Though it is essentially synonymous with the political Left, another source of Rand hate emanates from the feminist crowd. I believe I understand why she gets a bad rap from feminists, but just like the hate she gets from leftists in general, it is little more than overblown histrionics.  While it’s true that the women in this story are primarily love interests to the men, it is a novel set in early 20th century America. It is basically a reflection of the culture of in which it’s set. Both Dominique and Catherine are employed and the employment in which they’re engaged seems like an accurate portrayal of the type of things women would do back then and are not unrealistic portrayals of things women would do now. Just because she didn’t portray women as powerful politicians or businesswomen seems hardly reason to brand her as sexist let alone misogynistic.  I realize that Rand is on record saying stuff that would invite these characterizations and make many recoil, but she’s promulgating these ideas within the free market. She’s not forcing them on anyone.  You don’t have to subscribe to her beliefs on gender roles in order to gain value from her work.

Admittedly, the first sex scene between Dominique and Howard raised an eyebrow, but it was consistent with each character and the themes of the story.

On a related note, Rand is very sex positive.  She clearly regards it as fundamentally human, life affirming and essential. Toohey has a detached and clinical view of it and it leaves him less connected to humanity itself.

Dominique is a flawed character, but her journey towards full attainment of selfhood is ultimately heroic. It’s impossible for me to take any of the charges of sexism or misogyny towards her or this novel seriously. Like many of the vacant blatherings, childish whinings, and manufactured outrages which emanate from the feminist sphere, it is either misinformed, intentionally misleading or both.

Rand correctly attributes sexism where it truly belongs: with socialism and the political Left.  Not only does Toohey encourage Peter to marry Dominique for her looks alone, Toohey attempts to persuade Gail Wynand to hire Peter Keating by asking for an opportunity to meet his beautiful wife, Dominique Keating! Because he has no real confidence in Peter’s actual architectural talent, he must resort to peddling the physical beauty of his wife in order to make the case for him.

Through newspaper magnate, Gail Wynand, we discover Rand’s editorials on education and the media. Gail attains a world class education with curiosity and drive. He learns business by observing businessmen. He learns geography from longshoremen. Needless to say, she portrays Wynand’s public education with disdain and his pursuit of knowledge on his own terms is a powerful reminder that education must be grounded in real world activity.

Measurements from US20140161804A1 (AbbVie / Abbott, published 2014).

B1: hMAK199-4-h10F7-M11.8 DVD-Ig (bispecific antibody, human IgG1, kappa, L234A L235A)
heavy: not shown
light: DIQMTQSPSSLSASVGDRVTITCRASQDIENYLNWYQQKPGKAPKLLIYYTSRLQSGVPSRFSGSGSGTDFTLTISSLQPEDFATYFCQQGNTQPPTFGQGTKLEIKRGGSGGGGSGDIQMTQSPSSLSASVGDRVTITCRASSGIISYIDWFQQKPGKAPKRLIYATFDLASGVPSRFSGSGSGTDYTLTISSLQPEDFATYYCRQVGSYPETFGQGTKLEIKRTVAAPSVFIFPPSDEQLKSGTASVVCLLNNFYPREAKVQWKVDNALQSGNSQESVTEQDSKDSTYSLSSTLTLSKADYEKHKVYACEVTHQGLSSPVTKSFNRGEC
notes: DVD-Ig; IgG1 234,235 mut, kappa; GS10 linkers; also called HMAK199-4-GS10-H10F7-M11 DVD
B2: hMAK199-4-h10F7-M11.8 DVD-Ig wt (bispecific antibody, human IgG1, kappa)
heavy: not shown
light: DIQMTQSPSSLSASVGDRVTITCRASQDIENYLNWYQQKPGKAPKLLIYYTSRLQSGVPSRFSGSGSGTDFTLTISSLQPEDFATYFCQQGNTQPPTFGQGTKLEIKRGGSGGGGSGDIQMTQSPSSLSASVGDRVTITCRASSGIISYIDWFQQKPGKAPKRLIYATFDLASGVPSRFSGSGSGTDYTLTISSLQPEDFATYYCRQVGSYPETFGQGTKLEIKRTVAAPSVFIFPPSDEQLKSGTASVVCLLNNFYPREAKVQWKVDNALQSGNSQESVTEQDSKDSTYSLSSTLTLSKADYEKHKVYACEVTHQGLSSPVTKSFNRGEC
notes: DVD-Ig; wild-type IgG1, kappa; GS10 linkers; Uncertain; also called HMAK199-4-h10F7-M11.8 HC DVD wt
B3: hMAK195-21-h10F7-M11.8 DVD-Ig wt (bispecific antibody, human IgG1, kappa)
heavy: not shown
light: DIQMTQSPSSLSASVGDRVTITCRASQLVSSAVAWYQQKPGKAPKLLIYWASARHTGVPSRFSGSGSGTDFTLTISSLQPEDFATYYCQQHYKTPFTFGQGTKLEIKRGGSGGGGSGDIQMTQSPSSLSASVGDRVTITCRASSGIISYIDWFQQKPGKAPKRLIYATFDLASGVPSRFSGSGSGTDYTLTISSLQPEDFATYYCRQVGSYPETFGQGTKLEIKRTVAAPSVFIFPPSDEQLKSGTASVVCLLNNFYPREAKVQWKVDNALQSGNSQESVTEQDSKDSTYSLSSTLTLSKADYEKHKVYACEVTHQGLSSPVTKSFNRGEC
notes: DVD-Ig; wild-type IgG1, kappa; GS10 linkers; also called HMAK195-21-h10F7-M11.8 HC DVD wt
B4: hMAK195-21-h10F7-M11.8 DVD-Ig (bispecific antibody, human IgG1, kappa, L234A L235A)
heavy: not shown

Despite his worldly success, he is fundamentally a man without principles. His success was predicated on giving voice to sensationalist drivel. Gail Wynand built a successful career shamelessly pandering to public opinion, but experiences a dramatic turn in his fortunes when he makes a sincere effort to defend Roark in the climactic trial. The one time he tries to assert an editorial point of view with a sense of personal integrity and conviction, public opinion turns against him.

The voices of outrage Rand portrays could easily be mapped on to today’s media landscape.  The leftist rants are indistinguishable from those found in Salon, the Huffington Post, the Nation, or Slate.  These idiotic anti-capitalist and Marxist ravings contain the same dire warnings of the imminent threat of a capitalist takeover and only require the insertion of a reference to the Koch brothers in order to pass muster.

The book culminates in another trial against Roark in which he is charged with the demolition of a housing project he designed at Peter Keating’s request. Since the building was a government project, Keating was unable to fulfill the one condition Roark insisted upon; that it be built exactly as Roark intended.

Just as he did in the Stoddard trial, Roark defends himself by delivering a rousing speech which encapsulates the central idea of the book; that the ego is the fountainhead of virtue.

An individual acts and creates alone, and by doing so, neither exerts his will against another nor petitions an intermediary to gain access to the fruits of another’s labor.

The common perception that Rand’s vision of egoism and selfishness meant little more than “Fuck you, I got mine” is both unsurprising and disappointing. But she knew that it is in the nature of second-handers to scorn those who claimed independence and sought no validation from the public.

Her message cuts through the emasculating, infantilizing, sanctimonious layer of fat covering the paternalistic, authoritarian heart which beats at the center of modern day liberalism like a righteous sword of justice and slices it into bloody chunks.
The Fountainhead, like its hero and subject matter, stands like a monument to the heroism Rand saw in humanity.

It is a rousing fanfare, a banner of triumph unfurled in the wind, and a symphony written in tribute to the joy of human achievement.